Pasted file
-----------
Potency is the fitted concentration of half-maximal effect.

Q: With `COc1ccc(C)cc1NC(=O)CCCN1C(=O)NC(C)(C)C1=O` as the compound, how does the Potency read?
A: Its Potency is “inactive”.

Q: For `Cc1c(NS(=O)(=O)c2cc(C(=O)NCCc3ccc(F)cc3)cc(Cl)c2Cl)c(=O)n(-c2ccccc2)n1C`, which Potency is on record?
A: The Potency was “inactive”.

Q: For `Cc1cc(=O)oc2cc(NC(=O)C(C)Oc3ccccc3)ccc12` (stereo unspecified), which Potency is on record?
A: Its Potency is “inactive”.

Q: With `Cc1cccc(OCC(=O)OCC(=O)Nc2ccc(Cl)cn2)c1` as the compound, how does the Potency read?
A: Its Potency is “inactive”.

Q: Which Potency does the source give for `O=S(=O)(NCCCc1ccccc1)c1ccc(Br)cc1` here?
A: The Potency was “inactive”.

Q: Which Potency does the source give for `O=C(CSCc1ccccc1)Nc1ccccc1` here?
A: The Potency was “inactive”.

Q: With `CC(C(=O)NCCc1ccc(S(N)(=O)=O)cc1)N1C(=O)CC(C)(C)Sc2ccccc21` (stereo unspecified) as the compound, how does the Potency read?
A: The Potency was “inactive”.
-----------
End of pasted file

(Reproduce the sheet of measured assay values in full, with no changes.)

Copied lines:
Potency is the fitted concentration of half-maximal effect.

Q: With `COc1ccc(C)cc1NC(=O)CCCN1C(=O)NC(C)(C)C1=O` as the compound, how does the Potency read?
A: Its Potency is “inactive”.

Q: For `Cc1c(NS(=O)(=O)c2cc(C(=O)NCCc3ccc(F)cc3)cc(Cl)c2Cl)c(=O)n(-c2ccccc2)n1C`, which Potency is on record?
A: The Potency was “inactive”.

Q: For `Cc1cc(=O)oc2cc(NC(=O)C(C)Oc3ccccc3)ccc12` (stereo unspecified), which Potency is on record?
A: Its Potency is “inactive”.

Q: With `Cc1cccc(OCC(=O)OCC(=O)Nc2ccc(Cl)cn2)c1` as the compound, how does the Potency read?
A: Its Potency is “inactive”.

Q: Which Potency does the source give for `O=S(=O)(NCCCc1ccccc1)c1ccc(Br)cc1` here?
A: The Potency was “inactive”.

Q: Which Potency does the source give for `O=C(CSCc1ccccc1)Nc1ccccc1` here?
A: The Potency was “inactive”.

Q: With `CC(C(=O)NCCc1ccc(S(N)(=O)=O)cc1)N1C(=O)CC(C)(C)Sc2ccccc21` (stereo unspecified) as the compound, how does the Potency read?
A: The Potency was “inactive”.